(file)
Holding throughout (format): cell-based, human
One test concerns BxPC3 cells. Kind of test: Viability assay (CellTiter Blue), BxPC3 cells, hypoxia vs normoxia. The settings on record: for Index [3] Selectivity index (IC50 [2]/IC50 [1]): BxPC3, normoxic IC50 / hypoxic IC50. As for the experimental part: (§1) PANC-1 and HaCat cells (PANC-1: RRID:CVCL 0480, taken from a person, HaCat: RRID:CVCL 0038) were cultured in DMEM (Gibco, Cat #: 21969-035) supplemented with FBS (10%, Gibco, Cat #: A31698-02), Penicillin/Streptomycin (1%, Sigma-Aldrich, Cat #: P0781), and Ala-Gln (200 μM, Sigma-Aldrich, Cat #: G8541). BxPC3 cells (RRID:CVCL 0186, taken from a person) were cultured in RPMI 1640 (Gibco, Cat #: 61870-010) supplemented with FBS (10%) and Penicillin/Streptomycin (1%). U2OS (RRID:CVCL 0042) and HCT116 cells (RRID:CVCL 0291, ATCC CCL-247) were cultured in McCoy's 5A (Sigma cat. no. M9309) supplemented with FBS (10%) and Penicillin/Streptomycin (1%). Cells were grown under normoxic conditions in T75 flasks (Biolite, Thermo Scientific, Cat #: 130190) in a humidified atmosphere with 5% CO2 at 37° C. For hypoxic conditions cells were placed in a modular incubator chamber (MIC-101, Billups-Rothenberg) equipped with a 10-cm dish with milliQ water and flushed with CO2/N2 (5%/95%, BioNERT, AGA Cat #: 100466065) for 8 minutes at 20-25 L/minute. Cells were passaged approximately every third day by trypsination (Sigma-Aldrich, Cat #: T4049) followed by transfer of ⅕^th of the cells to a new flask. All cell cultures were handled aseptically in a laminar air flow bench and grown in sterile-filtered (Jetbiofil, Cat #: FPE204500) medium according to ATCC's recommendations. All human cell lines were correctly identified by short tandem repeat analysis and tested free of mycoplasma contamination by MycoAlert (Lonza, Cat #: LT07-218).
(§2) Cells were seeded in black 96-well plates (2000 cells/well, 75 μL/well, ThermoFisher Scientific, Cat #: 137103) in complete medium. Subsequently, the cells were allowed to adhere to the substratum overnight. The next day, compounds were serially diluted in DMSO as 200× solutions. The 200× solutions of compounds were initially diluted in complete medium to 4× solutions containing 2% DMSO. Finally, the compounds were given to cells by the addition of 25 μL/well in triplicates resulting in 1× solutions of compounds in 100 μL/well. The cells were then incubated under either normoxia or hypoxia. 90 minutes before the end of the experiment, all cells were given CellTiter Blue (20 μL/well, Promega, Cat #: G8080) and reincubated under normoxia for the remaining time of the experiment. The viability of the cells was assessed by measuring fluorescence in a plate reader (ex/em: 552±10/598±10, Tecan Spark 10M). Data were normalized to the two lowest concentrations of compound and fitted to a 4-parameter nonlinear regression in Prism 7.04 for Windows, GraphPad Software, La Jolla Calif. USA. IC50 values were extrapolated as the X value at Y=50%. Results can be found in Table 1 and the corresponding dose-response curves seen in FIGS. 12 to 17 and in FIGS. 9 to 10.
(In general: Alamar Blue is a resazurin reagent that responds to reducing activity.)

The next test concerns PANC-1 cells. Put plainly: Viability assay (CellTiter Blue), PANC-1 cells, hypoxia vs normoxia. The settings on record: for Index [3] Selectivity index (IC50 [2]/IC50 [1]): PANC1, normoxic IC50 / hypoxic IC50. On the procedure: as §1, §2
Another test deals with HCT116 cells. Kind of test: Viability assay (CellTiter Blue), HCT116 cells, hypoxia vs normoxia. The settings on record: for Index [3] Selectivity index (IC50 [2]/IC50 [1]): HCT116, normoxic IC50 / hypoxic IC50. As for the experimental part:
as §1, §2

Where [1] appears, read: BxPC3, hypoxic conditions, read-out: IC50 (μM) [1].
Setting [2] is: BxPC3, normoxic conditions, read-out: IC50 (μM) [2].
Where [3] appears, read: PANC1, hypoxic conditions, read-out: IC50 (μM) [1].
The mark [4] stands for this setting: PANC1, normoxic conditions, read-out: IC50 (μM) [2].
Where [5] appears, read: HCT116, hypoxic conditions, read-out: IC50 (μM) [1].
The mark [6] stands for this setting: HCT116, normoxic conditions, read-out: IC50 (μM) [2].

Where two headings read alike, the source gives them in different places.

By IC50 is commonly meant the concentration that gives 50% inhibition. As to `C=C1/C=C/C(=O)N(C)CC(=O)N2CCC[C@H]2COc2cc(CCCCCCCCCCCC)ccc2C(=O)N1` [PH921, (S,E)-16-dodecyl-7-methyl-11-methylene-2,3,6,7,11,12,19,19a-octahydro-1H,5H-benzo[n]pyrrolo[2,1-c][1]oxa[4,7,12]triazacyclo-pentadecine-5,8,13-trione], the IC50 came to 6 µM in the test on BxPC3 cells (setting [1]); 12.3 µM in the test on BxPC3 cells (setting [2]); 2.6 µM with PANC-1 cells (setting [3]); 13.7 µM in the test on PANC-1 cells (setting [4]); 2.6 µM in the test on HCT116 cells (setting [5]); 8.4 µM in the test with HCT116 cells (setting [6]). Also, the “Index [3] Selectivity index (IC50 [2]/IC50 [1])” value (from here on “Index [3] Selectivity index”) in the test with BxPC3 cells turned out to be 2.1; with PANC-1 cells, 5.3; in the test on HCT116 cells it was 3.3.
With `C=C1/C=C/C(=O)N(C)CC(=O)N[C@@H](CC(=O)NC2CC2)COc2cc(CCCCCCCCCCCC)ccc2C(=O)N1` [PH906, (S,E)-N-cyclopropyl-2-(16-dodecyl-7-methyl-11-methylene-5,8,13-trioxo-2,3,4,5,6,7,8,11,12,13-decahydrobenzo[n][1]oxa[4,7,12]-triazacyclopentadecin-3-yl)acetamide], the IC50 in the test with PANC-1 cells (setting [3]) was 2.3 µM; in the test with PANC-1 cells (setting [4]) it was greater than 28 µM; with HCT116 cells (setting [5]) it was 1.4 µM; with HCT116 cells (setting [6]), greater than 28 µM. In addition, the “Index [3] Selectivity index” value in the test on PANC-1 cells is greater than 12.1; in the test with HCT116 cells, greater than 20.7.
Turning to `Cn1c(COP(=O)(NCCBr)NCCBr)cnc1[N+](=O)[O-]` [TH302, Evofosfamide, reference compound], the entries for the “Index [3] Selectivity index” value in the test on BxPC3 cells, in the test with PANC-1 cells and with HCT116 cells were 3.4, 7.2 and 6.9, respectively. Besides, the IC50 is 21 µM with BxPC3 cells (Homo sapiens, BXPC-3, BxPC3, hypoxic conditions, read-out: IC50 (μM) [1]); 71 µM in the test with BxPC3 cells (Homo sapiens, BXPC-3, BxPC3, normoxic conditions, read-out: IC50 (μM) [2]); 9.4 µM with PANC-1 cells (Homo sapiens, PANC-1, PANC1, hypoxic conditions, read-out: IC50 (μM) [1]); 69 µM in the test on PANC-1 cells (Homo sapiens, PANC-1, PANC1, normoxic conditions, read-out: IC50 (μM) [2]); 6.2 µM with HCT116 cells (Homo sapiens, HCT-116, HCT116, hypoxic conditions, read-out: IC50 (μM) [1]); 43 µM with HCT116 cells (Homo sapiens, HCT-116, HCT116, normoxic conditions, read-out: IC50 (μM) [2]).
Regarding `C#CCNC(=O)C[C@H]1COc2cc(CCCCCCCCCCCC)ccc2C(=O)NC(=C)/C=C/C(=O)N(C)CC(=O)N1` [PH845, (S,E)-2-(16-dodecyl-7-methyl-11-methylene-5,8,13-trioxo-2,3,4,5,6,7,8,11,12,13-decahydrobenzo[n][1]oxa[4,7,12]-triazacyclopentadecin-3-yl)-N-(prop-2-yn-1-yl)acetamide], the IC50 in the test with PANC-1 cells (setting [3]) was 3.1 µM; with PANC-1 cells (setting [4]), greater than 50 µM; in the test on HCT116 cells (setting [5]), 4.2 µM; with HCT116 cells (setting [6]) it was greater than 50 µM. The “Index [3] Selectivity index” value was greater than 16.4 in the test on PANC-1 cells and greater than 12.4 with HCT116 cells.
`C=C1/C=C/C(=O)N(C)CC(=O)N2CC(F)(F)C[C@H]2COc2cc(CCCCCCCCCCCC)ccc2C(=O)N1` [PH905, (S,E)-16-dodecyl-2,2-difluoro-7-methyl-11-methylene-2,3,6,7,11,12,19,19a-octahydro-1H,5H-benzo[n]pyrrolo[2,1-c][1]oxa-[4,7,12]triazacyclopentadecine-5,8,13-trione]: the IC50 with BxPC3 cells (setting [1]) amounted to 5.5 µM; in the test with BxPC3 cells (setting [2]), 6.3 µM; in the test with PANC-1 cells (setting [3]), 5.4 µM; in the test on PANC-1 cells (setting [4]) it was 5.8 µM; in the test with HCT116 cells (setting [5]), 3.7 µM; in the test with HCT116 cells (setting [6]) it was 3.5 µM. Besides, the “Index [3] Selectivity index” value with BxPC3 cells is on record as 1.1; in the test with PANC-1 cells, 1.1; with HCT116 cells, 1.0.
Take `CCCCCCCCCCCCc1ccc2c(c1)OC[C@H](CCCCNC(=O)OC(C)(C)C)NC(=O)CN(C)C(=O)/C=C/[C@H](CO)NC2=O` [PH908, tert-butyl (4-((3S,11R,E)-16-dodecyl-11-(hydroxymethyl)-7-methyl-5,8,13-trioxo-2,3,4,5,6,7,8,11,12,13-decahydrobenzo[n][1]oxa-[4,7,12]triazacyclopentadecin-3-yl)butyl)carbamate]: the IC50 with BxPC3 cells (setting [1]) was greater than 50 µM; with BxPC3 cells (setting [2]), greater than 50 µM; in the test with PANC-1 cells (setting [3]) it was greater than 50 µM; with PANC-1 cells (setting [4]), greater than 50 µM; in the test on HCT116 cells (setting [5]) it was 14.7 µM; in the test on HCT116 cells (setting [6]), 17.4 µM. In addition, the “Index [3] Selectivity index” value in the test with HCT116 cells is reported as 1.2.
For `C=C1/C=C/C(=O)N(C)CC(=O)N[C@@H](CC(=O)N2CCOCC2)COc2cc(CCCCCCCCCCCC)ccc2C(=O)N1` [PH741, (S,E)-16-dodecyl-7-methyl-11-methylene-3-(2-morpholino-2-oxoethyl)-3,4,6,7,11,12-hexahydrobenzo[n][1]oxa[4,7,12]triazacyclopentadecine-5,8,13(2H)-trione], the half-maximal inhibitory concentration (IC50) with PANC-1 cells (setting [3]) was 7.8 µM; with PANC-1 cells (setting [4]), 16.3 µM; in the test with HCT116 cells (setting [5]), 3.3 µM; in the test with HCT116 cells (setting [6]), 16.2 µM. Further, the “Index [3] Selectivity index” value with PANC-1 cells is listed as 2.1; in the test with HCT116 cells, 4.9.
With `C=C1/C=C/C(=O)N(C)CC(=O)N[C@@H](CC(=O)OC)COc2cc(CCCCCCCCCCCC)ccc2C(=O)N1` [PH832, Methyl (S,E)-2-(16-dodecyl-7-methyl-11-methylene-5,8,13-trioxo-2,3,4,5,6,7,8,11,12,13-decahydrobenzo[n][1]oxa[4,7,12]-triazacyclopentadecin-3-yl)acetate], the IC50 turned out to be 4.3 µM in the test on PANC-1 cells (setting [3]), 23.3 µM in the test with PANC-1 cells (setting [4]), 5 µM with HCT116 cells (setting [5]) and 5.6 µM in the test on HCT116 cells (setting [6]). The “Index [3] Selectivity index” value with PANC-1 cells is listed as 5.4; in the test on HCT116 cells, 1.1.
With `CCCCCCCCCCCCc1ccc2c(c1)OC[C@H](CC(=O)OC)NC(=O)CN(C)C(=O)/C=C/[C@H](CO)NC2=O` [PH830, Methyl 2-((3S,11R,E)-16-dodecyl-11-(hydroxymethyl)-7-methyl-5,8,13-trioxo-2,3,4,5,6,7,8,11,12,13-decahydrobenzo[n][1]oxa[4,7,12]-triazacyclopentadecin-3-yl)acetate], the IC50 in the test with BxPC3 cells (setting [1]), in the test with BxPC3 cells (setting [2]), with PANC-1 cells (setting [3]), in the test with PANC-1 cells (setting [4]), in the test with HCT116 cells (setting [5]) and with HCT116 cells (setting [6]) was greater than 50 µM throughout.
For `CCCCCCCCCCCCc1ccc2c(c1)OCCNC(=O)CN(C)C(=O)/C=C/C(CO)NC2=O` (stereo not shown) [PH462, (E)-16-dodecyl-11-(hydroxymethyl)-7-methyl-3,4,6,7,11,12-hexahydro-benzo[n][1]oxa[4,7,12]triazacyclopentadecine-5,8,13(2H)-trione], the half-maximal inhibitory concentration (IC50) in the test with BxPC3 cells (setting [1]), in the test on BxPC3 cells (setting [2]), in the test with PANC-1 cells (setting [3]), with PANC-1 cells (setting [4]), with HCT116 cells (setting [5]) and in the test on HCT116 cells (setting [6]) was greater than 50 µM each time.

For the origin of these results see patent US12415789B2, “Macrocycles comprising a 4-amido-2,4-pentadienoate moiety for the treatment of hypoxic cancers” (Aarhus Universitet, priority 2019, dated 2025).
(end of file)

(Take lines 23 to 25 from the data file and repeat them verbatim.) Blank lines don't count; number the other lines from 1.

With `CCCCCCCCCCCCc1ccc2c(c1)OC[C@H](CC(=O)OC)NC(=O)CN(C)C(=O)/C=C/[C@H](CO)NC2=O` [PH830, Methyl 2-((3S,11R,E)-16-dodecyl-11-(hydroxymethyl)-7-methyl-5,8,13-trioxo-2,3,4,5,6,7,8,11,12,13-decahydrobenzo[n][1]oxa[4,7,12]-triazacyclopentadecin-3-yl)acetate], the IC50 in the test with BxPC3 cells (setting [1]), in the test with BxPC3 cells (setting [2]), with PANC-1 cells (setting [3]), in the test with PANC-1 cells (setting [4]), in the test with HCT116 cells (setting [5]) and with HCT116 cells (setting [6]) was greater than 50 µM throughout.
For `CCCCCCCCCCCCc1ccc2c(c1)OCCNC(=O)CN(C)C(=O)/C=C/C(CO)NC2=O` (stereo not shown) [PH462, (E)-16-dodecyl-11-(hydroxymethyl)-7-methyl-3,4,6,7,11,12-hexahydro-benzo[n][1]oxa[4,7,12]triazacyclopentadecine-5,8,13(2H)-trione], the half-maximal inhibitory concentration (IC50) in the test with BxPC3 cells (setting [1]), in the test on BxPC3 cells (setting [2]), in the test with PANC-1 cells (setting [3]), with PANC-1 cells (setting [4]), with HCT116 cells (setting [5]) and in the test on HCT116 cells (setting [6]) was greater than 50 µM each time.

For the origin of these results see patent US12415789B2, “Macrocycles comprising a 4-amido-2,4-pentadienoate moiety for the treatment of hypoxic cancers” (Aarhus Universitet, priority 2019, dated 2025).